From John Hennessy (read the first post on the St. George’s steeple shots here; download the entire panorama, stitched together, here [patience, it’s a large file]. Pardon the imperfections in the Photoshop work–there are gaps in the images that I stitched together to create this panorama):
Last week we introduced the series of panoramic photographs taken from the steeple of St. George’s in 1888–as well as my attempt to stitch the images together into a single image. After looking into the heart of the town last time, let’s turn our attention westward, between George and William Street, for what I think is the most interesting part of the series, for here are two of Fredericksburg’s most important lost buildings.
To the left is George Street, off the camera to the right is William, and in the far distance is Marye’s Heights The roof immediately below the camera is what was during the war the Farmer’s Bank–the home of the slave John Washington and perhaps the most important Civil War building in Fredericksburg, which we have written about here. Beyond, easily seen, is the Masonic Cemetery, certainly the moodiest burial ground in town and an important landmark during the Battle of Fredericksburg.
There are two supremely important lost buildings in this view worth pointing out–indeed, for one of them, this is the only clear image of it I know about. In the upper left edge is a church standing on the SW corner of George and Charles.
This is the Methodist Church South, during the war one of two Methodist churches in Fredericksburg. The building gains significance for two reasons. First, it is a direct manifestation of the pre-war debate over slavery, for the congregation that built this church broke away from the more liberal thinkers in what became known as the Methodist Church North, which stood on the site of the present Fredericksburg United Methodist Church on Hanover Street. The rub between the churches: slavery. We wrote about this in another post (find it here), but it is worth reiterating that Fredericksburg was no monolith when it came to slavery. This photograph shows the now-abandoned church in the last year or so of its life. It was shortly torn down. Today, a modern bank (BB&T) stands on the site.
To the right in the larger image above is another lost building: Scotia. (Pardon the distortion, but the building appears at the junction of two of the nine images taken that day in 1888.)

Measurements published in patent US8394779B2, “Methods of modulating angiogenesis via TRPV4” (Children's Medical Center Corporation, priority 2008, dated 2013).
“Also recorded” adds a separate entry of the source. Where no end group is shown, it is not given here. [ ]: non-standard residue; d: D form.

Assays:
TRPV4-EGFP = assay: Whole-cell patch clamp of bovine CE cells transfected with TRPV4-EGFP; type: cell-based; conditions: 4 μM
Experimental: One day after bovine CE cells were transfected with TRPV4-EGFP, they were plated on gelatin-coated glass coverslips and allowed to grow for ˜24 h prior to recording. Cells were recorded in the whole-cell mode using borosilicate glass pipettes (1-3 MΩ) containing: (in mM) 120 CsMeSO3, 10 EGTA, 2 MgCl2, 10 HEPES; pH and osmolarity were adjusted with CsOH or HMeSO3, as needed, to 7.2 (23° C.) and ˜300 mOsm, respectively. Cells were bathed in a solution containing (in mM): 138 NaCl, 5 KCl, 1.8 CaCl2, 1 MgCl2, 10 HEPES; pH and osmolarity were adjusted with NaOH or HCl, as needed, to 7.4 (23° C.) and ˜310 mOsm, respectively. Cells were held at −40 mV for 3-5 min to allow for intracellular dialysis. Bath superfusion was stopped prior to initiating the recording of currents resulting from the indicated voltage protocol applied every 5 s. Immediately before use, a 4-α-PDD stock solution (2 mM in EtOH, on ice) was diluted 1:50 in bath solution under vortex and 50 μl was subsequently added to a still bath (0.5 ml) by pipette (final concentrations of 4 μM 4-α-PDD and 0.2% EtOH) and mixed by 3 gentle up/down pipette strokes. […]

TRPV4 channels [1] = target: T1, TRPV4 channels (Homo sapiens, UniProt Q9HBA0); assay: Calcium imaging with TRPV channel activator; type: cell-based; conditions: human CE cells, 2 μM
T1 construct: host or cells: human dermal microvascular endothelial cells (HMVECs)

We explored some wartime images of Scotia over at Mysteries and Conundrums (click here), and this place on Charles Street has been the subject of some good detective work by Noel Harrison and John Cummings (the wartime photos of Scotia were for decades mis-identified). But this image clearly shows the carefully tended back plots in the back yard and the streetside dependency to the left of the house. The demolition of these buildings in the 20th century represents one of Fredericksburg’s greatest losses.
Here is how this facade of Scotia looked during the war. The women on the portico include abolitionist and nurse Abby Hopper Gibbons.
Look beyond Scotia and the Masonic Cemetery and you can see open ground beyond Prince Edward Street.
This is the former Corporation Burial Ground, now known as Hurkamp Park. The city ordered the site cleaned up in 1874, but the contract only included the removal of headstones and other visible features. The graves remained, and they remain today too, though I suspect few who frequent the place for lunchtime frolics or romantic moments know that….
And finally, in the distance is the Bloody Plain, looking still largely unchanged since the war (that would change rapidly in the coming years).
Brompton is at right, and the Stratton House still stands solitary in the middle of the plain, with both Martha Stephens’s House and Innis also visible. A few houses have been added, but not much.
In our next piece on the St. George’s steeple images, we’ll take a look into Fredericksburg’s 19th Century back yards.